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July 11, 2017 | Is Volatility About to Blast Off?

Rick Ackerman

Rick Ackerman is the editor of Rick’s Picks, an online service geared to traders of stocks, options, index futures and commodities. His detailed trading strategies have appeared since the early 1990s in Black Box Forecasts, a newsletter he founded that originally was geared to professional option traders. Barron’s once labeled him an “intrepid trader” in a headline that alluded to his key role in solving a notorious pill-tampering case. He received a $200,000 reward when a conviction resulted, and the story was retold on TV’s FBI: The Untold Story. His professional background includes 12 years as a market maker in the pits of the Pacific Coast Exchange, three as an investigator with renowned San Francisco private eye Hal Lipset, seven as a reporter and newspaper editor, three as a columnist for the Sunday San Francisco Examiner, and two decades as a contributor to publications ranging from Barron’s to The Antiquarian Bookman to Fleet Street Letter and Utne Reader.

I wrote here yesterday about using VIX/VXX as a timing device to predict the end of the bull market. Below is a companionable view posted by ‘Seneca” in response. We both see “something big,” probably sooner rather than later. But we differ as to whether VXX, an ETF that tracks short-term S&P volatility, has already begun an ominous ascent. I expect it to go at least somewhat lower, to either of two precise targets given below in my VXX tout, before bottoming in record-low territory. If so,that would be imply a continuation of the bull market, at least for a while, by way of ratcheting rallies or steady drift. Seneca’s technical interpretation would suggest that VXX may already have gotten off the launching pad. Here’s what he wrote:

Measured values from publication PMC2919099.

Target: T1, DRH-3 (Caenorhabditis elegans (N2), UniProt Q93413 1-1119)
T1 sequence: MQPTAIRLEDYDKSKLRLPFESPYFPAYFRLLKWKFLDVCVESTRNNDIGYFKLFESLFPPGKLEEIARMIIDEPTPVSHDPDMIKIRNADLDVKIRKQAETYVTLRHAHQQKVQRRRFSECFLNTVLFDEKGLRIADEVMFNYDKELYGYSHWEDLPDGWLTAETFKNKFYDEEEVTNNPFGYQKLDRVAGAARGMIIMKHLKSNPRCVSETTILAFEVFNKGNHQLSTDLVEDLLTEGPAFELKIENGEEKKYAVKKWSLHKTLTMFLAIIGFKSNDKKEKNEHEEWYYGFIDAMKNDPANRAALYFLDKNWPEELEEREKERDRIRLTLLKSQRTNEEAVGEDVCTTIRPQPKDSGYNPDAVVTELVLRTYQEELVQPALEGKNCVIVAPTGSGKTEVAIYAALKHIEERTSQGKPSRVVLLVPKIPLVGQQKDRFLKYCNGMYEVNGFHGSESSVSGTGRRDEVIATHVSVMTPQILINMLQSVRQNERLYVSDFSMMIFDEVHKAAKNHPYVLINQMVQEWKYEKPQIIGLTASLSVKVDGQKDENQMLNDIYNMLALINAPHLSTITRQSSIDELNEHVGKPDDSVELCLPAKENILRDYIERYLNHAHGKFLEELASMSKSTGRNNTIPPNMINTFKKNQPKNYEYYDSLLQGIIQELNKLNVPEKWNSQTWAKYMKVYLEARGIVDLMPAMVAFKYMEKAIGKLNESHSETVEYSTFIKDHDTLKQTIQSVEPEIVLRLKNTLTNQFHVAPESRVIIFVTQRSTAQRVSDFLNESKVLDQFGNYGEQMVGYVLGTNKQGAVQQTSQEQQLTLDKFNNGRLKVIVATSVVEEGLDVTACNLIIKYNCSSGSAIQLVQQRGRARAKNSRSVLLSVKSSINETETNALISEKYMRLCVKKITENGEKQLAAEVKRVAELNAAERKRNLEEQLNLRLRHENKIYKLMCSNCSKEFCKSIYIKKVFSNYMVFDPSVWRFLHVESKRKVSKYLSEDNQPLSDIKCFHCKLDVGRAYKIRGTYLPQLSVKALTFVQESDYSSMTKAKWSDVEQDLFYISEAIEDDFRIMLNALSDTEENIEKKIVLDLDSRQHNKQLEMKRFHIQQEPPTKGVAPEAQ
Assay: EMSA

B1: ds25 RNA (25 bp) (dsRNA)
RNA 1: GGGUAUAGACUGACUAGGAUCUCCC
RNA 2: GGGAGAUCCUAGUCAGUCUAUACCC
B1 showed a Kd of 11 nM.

“The breakout in VIX in early to mid-April saw nine consecutive closing days over its 200 DMA. This was a signal toward value levels that are now benchmarks to observe [going forward]. The recent, slightly higher highs are ‘overshoots’ to the larger degree in market timing. VIX is not really about volatility as many see it, but more about [traders anticipating] little or no volatility’. This is being confirmed as VIX climbs higher along with equity prices, even though the increases have been small. VIX has been on a death march, but [change is augured by the fact that] it has closed over its 50 DMA for the last seven trading days; at the same time, equity values are perceived as being at a comfortable level. In reality, nothing could be further from the truth.”

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July 11th, 2017

Posted In: Rick's Picks

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